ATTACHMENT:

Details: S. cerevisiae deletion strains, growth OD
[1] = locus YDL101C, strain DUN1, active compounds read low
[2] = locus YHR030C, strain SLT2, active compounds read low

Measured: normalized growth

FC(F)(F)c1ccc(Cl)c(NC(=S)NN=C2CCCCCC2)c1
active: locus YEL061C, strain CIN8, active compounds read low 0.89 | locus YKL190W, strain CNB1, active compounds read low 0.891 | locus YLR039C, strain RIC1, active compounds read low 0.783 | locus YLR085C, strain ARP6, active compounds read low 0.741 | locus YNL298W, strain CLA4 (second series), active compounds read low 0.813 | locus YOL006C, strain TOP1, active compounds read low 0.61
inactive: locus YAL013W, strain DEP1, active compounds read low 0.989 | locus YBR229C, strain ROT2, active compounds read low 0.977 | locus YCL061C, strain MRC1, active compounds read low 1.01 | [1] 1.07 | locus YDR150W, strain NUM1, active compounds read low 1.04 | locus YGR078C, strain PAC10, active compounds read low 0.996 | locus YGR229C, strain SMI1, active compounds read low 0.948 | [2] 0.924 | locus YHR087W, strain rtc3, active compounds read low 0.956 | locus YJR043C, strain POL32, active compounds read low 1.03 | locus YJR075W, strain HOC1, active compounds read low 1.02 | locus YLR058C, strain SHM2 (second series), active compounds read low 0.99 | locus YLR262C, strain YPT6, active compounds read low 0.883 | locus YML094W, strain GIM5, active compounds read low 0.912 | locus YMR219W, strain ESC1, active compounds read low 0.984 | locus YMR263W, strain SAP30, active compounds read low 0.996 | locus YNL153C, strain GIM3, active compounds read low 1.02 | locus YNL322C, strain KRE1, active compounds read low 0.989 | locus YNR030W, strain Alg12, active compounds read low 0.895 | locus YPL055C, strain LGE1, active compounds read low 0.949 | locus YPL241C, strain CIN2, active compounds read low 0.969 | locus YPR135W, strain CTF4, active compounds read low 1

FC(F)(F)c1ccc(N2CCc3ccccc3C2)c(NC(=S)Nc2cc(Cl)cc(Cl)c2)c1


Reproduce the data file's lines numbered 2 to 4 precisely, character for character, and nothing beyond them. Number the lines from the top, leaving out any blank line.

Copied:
[1] = locus YDL101C, strain DUN1, active compounds read low
[2] = locus YHR030C, strain SLT2, active compounds read low

Measured: normalized growth